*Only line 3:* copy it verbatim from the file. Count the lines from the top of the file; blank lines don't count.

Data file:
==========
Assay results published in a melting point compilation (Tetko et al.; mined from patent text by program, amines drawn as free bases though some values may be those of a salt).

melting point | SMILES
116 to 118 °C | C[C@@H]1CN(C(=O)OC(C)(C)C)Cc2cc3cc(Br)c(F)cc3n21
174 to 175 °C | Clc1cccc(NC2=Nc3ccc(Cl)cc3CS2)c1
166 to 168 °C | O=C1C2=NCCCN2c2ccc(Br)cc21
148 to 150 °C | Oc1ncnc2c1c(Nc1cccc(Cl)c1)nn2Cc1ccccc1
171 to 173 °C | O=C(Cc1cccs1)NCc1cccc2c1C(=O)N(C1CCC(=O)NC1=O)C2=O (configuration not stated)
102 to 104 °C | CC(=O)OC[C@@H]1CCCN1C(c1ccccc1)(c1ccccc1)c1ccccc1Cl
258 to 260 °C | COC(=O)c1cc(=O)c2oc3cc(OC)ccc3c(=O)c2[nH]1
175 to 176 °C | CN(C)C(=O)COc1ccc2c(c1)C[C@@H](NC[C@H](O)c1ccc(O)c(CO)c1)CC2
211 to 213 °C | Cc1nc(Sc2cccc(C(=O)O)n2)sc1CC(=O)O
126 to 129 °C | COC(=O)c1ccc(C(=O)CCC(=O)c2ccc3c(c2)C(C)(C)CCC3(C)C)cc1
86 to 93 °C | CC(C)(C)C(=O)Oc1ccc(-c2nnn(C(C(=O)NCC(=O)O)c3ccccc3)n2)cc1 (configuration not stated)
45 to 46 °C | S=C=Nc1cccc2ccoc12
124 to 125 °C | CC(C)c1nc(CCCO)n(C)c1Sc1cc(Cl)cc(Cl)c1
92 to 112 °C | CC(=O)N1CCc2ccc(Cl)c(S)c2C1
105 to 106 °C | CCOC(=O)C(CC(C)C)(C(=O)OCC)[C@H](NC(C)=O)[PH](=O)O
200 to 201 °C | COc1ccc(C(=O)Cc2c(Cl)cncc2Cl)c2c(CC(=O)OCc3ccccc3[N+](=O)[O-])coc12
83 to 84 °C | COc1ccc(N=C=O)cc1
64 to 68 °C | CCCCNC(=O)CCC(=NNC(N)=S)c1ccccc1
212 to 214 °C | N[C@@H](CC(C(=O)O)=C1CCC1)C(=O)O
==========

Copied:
116 to 118 °C | C[C@@H]1CN(C(=O)OC(C)(C)C)Cc2cc3cc(Br)c(F)cc3n21